Published by Monterey Car Week (1952 Ferrari 212 Export Barchetta)
Video by Chris Harris on Cars
Editor's Note: Thank you RM Auctions for permitting us to run your superb article and photography on one of the most iconic Ferrari's of all time, a 1952 Ferrari 212 Export Barchetta. This one will cross the RM Auctions block March 23, 2013.
160 bhp, 2,562 cc Tipo 212 V-12 engine with three Weber 36 DCF carburettors, five-speed manual transmission, independent front suspension with double wishbones and a transverse leaf spring, rear solid axle with semi-elliptic leaf springs, and four-wheel drum brakes. Wheelbase: 2,250 mm
- The last Touring-bodied 212 Export
- Targa Florio competitor in 1952 and 1953
- Entrant in the 1956 Mille Miglia
- Highly eligible for the world’s greatest historic events, including the Tour Auto, Mille Miglia, the Historic Monaco GP, and the Le Mans Classic
- Matching-numbers example; a spectacular early racing Ferrari
- Ferrari Classiche certification application in process
CHASSIS NUMBER 0158 ED: THE FINAL 212 EXPORT BY TOURING
Ferraris were campaigned frequently and with ferocity by both the factory and wealthy privateers, and the company’s reputation during its early days hinged on the success of its race cars. During these early years, Ferrari created a chassis numbering system that would create legends: the competition cars would be designated an even numbered chassis, whilst road going cars would receive odd chassis numbers. Whilst numerous road going “Inter” models would be built afterwards by Ferrari, this 212 Barchetta would be the final Touring-bodied, race-ready “Export” model built by the factory and fitted with the potent Tipo 212 engine. In today’s market, the “holy grail” for any tifosi is an even-numbered V-12 Barchetta, such as the Ferrari offered here.
Chassis 0158 ED remained in its native Italy for its formative years. It was purchased new by Baron Luigi Chiaramonte Bordonaro shortly after its completion and a factory road-test on 5 February 1952. Even in the earliest days of the company, Chiaramonte Bordonaro was already a previous Ferrari owner, as he had purchased a second-hand 166 Allemano Spider (chassis number 006I) in 1949, and he would go on to also own a 750 Monza (chassis number 0530M).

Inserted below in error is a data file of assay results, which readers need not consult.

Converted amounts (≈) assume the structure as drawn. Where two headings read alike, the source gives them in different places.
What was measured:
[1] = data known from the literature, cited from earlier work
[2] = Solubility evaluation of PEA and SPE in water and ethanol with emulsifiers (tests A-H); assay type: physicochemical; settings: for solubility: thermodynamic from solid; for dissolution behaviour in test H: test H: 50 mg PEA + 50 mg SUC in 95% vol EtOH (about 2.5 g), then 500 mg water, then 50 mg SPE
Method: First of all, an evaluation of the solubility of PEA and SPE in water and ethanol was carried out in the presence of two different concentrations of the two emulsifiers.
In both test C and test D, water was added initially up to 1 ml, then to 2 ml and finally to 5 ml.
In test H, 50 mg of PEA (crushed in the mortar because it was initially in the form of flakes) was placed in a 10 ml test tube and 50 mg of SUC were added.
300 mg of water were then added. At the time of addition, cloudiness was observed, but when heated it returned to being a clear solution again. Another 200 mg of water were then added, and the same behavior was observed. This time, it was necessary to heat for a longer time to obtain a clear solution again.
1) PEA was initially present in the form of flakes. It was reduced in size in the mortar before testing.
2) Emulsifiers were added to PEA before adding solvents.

Like his 166, the Baron’s new 212 would be destined for the race track, with Chiaramonte Bordonaro campaigning the car in his native Italy from 1952 to 1955. After great success at the Corsa al Monte Pellegrino Hill Climb in April 1952, where he finished 1st overall, Chiaramonte Bordonaro entered his new car in one of the greatest motoring events in the world: the Targa Florio. For a privateer, his 10th overall and 5th in class finishes were incredibly impressive and a testament to Chiaramonte Bordonaro’s skill behind the wheel of his little red Barchetta.
The remainder of the 1952 season proved to be equally fruitful, with the following year starting off with 2nd in class and 7th overall finishes at the car’s second outing at the Giro di Sicilia. Chiaramonte Bordonaro then entered the Targa Florio again, finishing a respectable 16th place overall. Following a pair of 1st place finishes at the Coppa dei Templi and the Passo di Rigano-Bellolampo Hill Climb, Chiaramonte Bordonaro finished 3rd at the Circuito di Reggio di Calabria, and he would continue his winning ways at the VI Coppa Nissena Hill Climb on 27 September 1953. It is important to note that on 6 June 1952, the original Tipo 212 rear axle was replaced by a stronger Tipo 340 rear axle.
A minor accident to the rear end of the car during the Giro di Sicilia in April 1954 took 0158 ED out of contention for any major events that season. Nevertheless, the Ferrari returned to the track after it was repaired, and it was raced at the VI Gran Premio Pergusa in August, which was its last race of that year. Chassis 0158 ED returned for the 1955 season, and it remained competitive, earning one 4th in class and three 1st in class finishes before the end of the season.